New Jersey takes the first steps toward curbing eminent domain abuse.
12:00 AM, Jun 2, 2006 • By JONATHAN V. LAST
ON MAY 18, the newly appointed New Jersey public advocate, Ronald Chen, released his report on the use of eminent domain. Commissioned by Gov. Corzine, Chen's study is a model of judiciousness and tenacity. It sends a clear message to those bent on abusing the power of eminent domain--in other words, not for public-use highways or hospitals, but to generate "public purpose" revenue--the jig is just about up.
Abuse of eminent domain, long a hallmark of New Jersey history, has seen a golden age for more than a decade. The first skirmishes took place in 1994 in Atlantic City, when Donald Trump persuaded the state redevelopment agency to use eminent domain to seize the home of Vera Coking, who lived across the street from the Trump Plaza. Trump wanted to put a limousine parking lot--and eventually a new casino--on the land where Coking lived. Even though her home was a perfectly normal, middle-class dwelling, the state declared it "blighted" so that it could seize the property and hand it over to Trump.
Coking went to court and won a narrow victory.
But the floodgates were open.
As real-estate prices soared in the '90s, developers saw a chance to make piles of money by working with local governments to seize low- and middle-class houses in desirable locations--often near water views and mass transit--and build luxury condos and townhouses. From Camden and Collingswood to Long Branch and Asbury Park, ordinary New Jerseyans saw their property rights evaporate.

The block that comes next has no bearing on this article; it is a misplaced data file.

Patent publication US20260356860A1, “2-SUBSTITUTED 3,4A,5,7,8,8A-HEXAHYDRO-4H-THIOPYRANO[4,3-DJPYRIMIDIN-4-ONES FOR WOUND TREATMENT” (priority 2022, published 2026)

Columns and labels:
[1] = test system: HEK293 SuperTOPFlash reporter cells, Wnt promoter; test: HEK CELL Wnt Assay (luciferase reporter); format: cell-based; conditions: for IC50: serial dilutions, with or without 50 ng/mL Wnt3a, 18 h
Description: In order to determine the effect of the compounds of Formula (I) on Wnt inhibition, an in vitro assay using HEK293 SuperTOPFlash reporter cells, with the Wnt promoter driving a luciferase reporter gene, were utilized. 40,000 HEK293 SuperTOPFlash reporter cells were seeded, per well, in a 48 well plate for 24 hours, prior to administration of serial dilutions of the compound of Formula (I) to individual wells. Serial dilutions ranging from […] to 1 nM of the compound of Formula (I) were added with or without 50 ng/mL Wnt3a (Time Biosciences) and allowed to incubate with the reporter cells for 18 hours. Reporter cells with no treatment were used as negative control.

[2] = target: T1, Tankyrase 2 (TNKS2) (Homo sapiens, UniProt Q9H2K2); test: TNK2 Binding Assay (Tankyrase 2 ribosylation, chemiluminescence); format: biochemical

Eminent domain was originally conceived as a last resort, to be used in rare instances where the public good necessitated it. Yet in 2006, 64 New Jersey municipalities were somewhere in the process of invoking its power.
When Corzine was elected, he made vague, not entirely reassuring noises about changing eminent domain. In March, he appointed Chen public advocate and set him to studying the issue.
Chen's resulting report is unambiguous in its conclusions. Current laws, he says, "do not adequately protect the rights of tenants and property owners"; the system "needs to be reformed."
Chen takes two major avenues of attack. First, he addresses the notion of blight. Under the New Jersey Constitution, eminent domain can be invoked only against property the state designates as blighted. Over the years, this designation has come to be meaningless. Blight no longer means that property is dilapidated or unsafe. Current law (which, as Chen notes, is baldly unconstitutional) has redefined the word to include property that is "underutilized" or "not fully productive."
By those criteria, nearly every piece of property in the state suffers from blight.
As Chen notes: "Drumthwacket, the governor's official residence, is a 'stately home' that is 'one of the most fabled and elegant of America's executive residences' . . . yet the property could also be considered 'not fully productive' because a hotel or apartment house catering to hundreds, for instance, would be a more productive use of the property."